“Of course,” the general added, “I would never tell anyone to not use the words ‘mom’ and ‘dad.’ I do. They’re sitting right behind me now.”

Lt. Gen. Clark appeared to be the primary target of GOP panelists. He was grilled extensively by three Florida Republicans—Reps. Matt Gaetz, Michael Waltz, and Cory Mills.

Asked by Mr. Gaetz if “a diverse and inclusive force is a war-fighting imperative,” as stated on an Air Force Academy presentation, Lt. Gen. Clark said, “I do agree with that statement, sir.”

Mr. Gaetz said the Mongols and Vikings weren’t diverse, nor are the Ukrainians fighting the Russians. “So you would acknowledge that throughout history, including present history, that statement hasn’t borne true in every example, right?”

“What I would say is that those countries had to rely on the full force of their population to build a war fighting [capacity]. To win our wars, that’s why it’s important for us to be diverse” because the nation has a diverse population, Lt. Gen. Clark said.

Mr. Waltz queried Lt. Gen. Clark on an Air Force Academy professor’s Washington Post op-ed, in which the professor said she “proudly teaches critical race theory” and writes that, “A positive white identity is an impossible goal.” He asked the general if he agreed with that statement.

“I don’t,” Lt. Gen. Clark said. “That’s not what she was espousing. She was … encouraging the discourse on the topic, the civil discourse. We encourage all civil discourse. I let our cadets learn how to think.”

Mr. Mills noted that the Air Force’s officers applicant pool goal specifies “diversity inclusion goals,” adding he was “happy to find … it only notes male and female. He asked the three academy chiefs if they agreed there were only two genders. All agreed.

Mr. Alford (R-Mo.) asked the academy superintendents if a student stands a better chance of being admitted “If they are of a certain demographic?”

“I would say not a better chance,” Lt. Gen. Clark said. “We look at the whole person concept. And demographic is just one of those attributes that we look at for a cadet to come into our academy once we know they are fully qualified to be there. It is a part of that whole person look that we take for each cadet or for each applicant.

Mr. Alford said DEI and affirmative action proponents argue that the programs are necessary because some “members of certain races feel like they’re not welcome in the military.” He asked if they could cite examples of this but none could.

“Does someone have empirical evidence to say ‘I don’t feel welcome in the military’ that is protecting our country against the pacing threat from communist China?” Mr. Mills asked rhetorically. “And yet we haven’t heard that. So is this, ‘We’re trying to find a solution to [something] that’s not really a problem’?”

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2nd Lt. Alix Schoelcher Idrache cries during the United States Military Academy West Point Graduation, May 23, 2016. (U.S. Army Staff Sgt. Vito T. Bryant)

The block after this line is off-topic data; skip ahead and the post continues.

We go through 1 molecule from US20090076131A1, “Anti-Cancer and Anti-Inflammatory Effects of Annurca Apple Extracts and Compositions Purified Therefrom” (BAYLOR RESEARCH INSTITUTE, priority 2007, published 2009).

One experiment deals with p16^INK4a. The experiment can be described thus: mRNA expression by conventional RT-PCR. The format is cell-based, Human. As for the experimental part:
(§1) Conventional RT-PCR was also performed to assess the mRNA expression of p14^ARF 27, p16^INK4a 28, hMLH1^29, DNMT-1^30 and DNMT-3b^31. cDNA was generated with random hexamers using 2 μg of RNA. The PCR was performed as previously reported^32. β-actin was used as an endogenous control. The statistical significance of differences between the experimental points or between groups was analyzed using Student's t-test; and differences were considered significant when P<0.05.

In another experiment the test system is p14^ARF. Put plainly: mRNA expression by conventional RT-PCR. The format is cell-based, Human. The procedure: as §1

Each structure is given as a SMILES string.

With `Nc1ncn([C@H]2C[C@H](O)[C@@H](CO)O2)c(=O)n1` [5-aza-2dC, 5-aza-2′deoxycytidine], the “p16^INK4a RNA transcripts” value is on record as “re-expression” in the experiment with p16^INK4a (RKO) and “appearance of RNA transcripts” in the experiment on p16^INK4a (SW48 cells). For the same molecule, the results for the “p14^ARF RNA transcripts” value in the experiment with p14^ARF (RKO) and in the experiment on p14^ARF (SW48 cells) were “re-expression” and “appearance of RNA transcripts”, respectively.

Democrats Defend Diversity

Democrats defended using demographics in recruiting goals and DEI programs while chastising Republicans, especially the House Freedom Caucus, for politicizing the normally bipartisan-adopted defense budget process with nettlesome “culture war” amendments.

“I just feel like we’ve been in this hearing room several times already talking about these issues over and over again this year,” Rep. Andy Kim (D-N.J.) said, noting that instead of focusing “on how we can improve their leadership training, their academics, we constantly keep coming back to this.”

Mr. Kim said Republicans are grossly exaggerating time and resources being spent on DEI at the academies—which is 16 hours, or four hours annually, across the four-year academy enrollment.

Republicans “make it seem like every single class and every single training session, every single element and hour of the day … is being spent talking about diversity, talking about DEI, talking about these different issues, and that just simply isn’t the case,” he said.

Mr. Kim is the ranking Democrat on the 17-member subcommittee led 9-8 by Republicans. Of the panel’s eight Democrats, seven are minorities and five are women. Seven of the panel’s nine Republicans are white men.

“Diversity is truly America’s strength,” Rep. Terri Sewell (D-Ala.) said. “It is something that we should take seriously and not politicize or weaponize. Our service academies teach students how to think, not what to think. Learning about diversity our nation’s history, or other races and cultures, help our students become critical thinkers. It does not train them to hate this country, or any race. To assume our students cannot handle this information is truly an insult to their intelligence. And ours.”

According to the DOD, more than 75 percent of all officers now serving on active duty are white. Ms. Sewell said only 4 percent of the Air Force Academy’s class of 2027 is black.

“You can’t tell me that our military or service academies spend too much time and too much money or attention on diversity,” she said. “I dare say, African Americans definitely make up more than 4 percent of our military. Our officer corps are far less racially diverse than our enlisted troops, and does not reflect society as a whole.

“Our military is the best in the world,” Ms. Sewell concluded. “And it will stay that way as long as we have the best players on the field, if you will.”

“I feel like I have to apologize in advance,” Rep. Veronica Escobar (D-Texas) told the three witnesses. “You’re going to have to live through what we have been living through … where we have colleagues who are intent on doing everything possible to paint any effort by the federal government to be inclusive, and to be diverse, and to be representative of our country, as ‘divisive.’ That’s the word that’s being used.”

Mr. Waltz dismissed Democrats’ lamentation that “‘Republicans are blowing these issues out of proportion,’ that we’re exaggerating.” If they were listening to their constituents, they’d understand why the hearing was necessary, he said.

“I just I cannot state strongly enough that if we did not have cadets, military members, their families, bringing these issues to us on a consistent basis, we wouldn’t be addressing them here,” he said.